Basic Supplies
Children as young as four or five can begin to learn how to make keepsake scrapbooks. In the beginning, keep it simple. You’ll need a few basic supplies and you are ready to go. What to get:
Album – a basic album is required and for kids, larger is better.
Scissors – regular ones are necessary and it is nice to have a few specialty craft pairs that cut in creative patterns.
Adhesive – you’ll need an adhesive of some type; glue sticks work best for young kids while older ones can usually handle other types without making too much of a mess.
Paper – you can start with a small assortment of colored and textured paper, but be sure that it is acid-free.
Pens – an assortment of colors is nice, but one black pen will do.
Photos – the most important element. Gather some favorite photos and get ready to make some memories!

Rather than merely assembling a variety of miscellaneous photos into a book, try to come up with a theme, which will give the book some consistency. Vacations, summer fun, school days, best friends, or family are all good themes for kids’ scrapbooks. While it’s fine to offer suggestions, allow your child to decide on the theme.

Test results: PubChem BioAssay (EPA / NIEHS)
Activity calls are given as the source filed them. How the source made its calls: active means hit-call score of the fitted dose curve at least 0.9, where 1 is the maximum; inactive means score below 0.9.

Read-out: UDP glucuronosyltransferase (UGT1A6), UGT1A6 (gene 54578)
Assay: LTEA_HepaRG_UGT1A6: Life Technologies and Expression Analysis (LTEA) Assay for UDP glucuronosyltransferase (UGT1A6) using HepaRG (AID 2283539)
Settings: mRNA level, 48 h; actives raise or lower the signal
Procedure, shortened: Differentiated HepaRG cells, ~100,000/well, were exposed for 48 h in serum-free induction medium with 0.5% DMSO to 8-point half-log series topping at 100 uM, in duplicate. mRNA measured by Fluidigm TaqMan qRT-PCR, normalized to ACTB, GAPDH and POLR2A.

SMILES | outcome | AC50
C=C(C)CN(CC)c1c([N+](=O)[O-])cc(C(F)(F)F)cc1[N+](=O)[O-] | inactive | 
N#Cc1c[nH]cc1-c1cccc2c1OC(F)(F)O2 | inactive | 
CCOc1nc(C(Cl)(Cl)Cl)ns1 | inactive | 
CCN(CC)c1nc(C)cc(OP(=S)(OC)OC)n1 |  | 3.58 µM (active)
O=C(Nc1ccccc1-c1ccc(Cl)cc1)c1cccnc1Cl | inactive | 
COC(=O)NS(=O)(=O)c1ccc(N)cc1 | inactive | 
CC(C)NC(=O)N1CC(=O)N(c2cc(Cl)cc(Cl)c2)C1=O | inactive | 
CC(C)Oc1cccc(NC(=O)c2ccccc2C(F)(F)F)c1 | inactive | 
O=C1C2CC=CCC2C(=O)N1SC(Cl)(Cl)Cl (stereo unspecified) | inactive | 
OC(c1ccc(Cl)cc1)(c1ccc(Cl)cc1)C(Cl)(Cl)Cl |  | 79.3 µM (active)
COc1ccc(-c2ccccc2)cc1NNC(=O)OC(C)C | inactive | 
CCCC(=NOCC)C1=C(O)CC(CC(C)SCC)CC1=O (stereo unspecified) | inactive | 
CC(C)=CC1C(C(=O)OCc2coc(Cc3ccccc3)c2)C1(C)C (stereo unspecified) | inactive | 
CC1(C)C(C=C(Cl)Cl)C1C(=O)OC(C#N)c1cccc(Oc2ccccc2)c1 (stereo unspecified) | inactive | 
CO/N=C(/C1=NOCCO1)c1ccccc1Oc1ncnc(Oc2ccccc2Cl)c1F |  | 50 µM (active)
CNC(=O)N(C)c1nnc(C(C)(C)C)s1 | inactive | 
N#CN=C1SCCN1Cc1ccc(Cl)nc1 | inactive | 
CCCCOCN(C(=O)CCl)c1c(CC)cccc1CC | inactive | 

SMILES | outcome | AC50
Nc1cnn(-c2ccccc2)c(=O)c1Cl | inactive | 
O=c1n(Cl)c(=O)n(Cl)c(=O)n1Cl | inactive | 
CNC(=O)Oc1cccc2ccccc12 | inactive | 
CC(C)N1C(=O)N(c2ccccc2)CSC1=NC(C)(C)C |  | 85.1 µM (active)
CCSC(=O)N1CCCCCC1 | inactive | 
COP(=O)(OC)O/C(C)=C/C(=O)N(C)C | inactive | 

Getting Started
Scrapbooks are as unique as the individuals who create them, but the steps in making a page are pretty much the same every time. In general, there are five basic steps:
• Gather supplies and decide on photos for one page. If you are working with young children, you may want to protect the tabletop before beginning.
• Keep Scrapbooking for kids fun and relaxed. Let go of the idea that all pages need to be perfect. For children, it’s all about the process and working with the materials, not the product or end result.
• Designate certain materials for your kids to use when scrapbooking.